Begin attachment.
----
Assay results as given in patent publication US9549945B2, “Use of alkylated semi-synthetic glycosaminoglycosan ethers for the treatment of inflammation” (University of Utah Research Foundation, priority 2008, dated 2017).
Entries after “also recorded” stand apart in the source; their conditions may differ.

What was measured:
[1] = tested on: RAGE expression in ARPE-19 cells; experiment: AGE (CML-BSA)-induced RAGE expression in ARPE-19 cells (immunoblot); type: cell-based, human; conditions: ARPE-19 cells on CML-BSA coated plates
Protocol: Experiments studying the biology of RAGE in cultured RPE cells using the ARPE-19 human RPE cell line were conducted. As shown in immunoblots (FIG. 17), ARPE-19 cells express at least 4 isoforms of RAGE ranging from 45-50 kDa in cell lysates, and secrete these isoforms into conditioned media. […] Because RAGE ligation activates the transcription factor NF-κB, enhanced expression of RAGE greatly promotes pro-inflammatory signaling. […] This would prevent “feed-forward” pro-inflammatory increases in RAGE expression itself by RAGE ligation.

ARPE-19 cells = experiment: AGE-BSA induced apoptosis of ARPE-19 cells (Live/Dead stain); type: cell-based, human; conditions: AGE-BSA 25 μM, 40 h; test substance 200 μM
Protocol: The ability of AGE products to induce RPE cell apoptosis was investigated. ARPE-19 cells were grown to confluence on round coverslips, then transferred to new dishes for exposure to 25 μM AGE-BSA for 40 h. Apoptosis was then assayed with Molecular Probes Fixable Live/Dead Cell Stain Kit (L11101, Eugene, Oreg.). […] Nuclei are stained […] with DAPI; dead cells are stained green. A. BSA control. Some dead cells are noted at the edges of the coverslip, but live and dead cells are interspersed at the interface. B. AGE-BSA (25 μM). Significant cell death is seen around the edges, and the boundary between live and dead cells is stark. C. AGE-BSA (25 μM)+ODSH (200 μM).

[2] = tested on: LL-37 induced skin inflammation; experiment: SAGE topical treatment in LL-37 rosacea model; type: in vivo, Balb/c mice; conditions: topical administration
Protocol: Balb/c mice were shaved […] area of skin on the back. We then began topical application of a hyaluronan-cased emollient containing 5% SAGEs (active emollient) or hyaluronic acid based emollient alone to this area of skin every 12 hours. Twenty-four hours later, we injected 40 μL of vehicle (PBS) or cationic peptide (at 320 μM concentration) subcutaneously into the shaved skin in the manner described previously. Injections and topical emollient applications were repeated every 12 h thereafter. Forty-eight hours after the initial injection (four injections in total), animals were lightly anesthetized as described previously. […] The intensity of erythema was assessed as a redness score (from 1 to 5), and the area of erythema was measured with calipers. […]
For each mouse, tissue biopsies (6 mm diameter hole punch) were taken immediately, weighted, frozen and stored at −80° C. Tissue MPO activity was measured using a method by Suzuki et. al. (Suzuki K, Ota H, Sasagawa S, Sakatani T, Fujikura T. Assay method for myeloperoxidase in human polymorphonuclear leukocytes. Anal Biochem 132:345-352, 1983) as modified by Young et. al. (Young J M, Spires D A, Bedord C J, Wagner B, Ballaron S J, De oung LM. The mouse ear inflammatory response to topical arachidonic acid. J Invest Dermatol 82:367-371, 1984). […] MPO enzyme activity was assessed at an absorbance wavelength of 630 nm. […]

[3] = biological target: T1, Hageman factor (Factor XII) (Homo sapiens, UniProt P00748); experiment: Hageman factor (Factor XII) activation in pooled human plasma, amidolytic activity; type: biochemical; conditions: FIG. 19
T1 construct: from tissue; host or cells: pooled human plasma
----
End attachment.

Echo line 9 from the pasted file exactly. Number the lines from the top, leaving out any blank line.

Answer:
Protocol: Balb/c mice were shaved […] area of skin on the back. We then began topical application of a hyaluronan-cased emollient containing 5% SAGEs (active emollient) or hyaluronic acid based emollient alone to this area of skin every 12 hours. Twenty-four hours later, we injected 40 μL of vehicle (PBS) or cationic peptide (at 320 μM concentration) subcutaneously into the shaved skin in the manner described previously. Injections and topical emollient applications were repeated every 12 h thereafter. Forty-eight hours after the initial injection (four injections in total), animals were lightly anesthetized as described previously. […] The intensity of erythema was assessed as a redness score (from 1 to 5), and the area of erythema was measured with calipers. […]